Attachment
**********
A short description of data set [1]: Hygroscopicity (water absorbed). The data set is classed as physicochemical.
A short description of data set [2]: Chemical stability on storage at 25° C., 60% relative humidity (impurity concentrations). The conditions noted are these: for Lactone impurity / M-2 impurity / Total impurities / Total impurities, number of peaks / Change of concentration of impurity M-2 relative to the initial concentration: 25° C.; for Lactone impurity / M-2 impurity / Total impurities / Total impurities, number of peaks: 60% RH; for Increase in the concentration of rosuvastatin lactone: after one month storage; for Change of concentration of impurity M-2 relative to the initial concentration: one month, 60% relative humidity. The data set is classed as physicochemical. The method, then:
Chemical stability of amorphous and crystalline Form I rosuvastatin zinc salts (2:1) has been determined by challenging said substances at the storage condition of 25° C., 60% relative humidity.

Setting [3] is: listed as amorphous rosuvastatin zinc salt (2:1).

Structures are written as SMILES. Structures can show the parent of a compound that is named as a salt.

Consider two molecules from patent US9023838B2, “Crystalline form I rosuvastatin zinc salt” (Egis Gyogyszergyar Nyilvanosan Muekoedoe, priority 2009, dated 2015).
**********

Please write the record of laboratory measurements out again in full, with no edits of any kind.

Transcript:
A short description of data set [1]: Hygroscopicity (water absorbed). The data set is classed as physicochemical.
A short description of data set [2]: Chemical stability on storage at 25° C., 60% relative humidity (impurity concentrations). The conditions noted are these: for Lactone impurity / M-2 impurity / Total impurities / Total impurities, number of peaks / Change of concentration of impurity M-2 relative to the initial concentration: 25° C.; for Lactone impurity / M-2 impurity / Total impurities / Total impurities, number of peaks: 60% RH; for Increase in the concentration of rosuvastatin lactone: after one month storage; for Change of concentration of impurity M-2 relative to the initial concentration: one month, 60% relative humidity. The data set is classed as physicochemical. The method, then:
Chemical stability of amorphous and crystalline Form I rosuvastatin zinc salts (2:1) has been determined by challenging said substances at the storage condition of 25° C., 60% relative humidity.

Setting [3] is: listed as amorphous rosuvastatin zinc salt (2:1).

Structures are written as SMILES. Structures can show the parent of a compound that is named as a salt.

Consider two molecules from patent US9023838B2, “Crystalline form I rosuvastatin zinc salt” (Egis Gyogyszergyar Nyilvanosan Muekoedoe, priority 2009, dated 2015).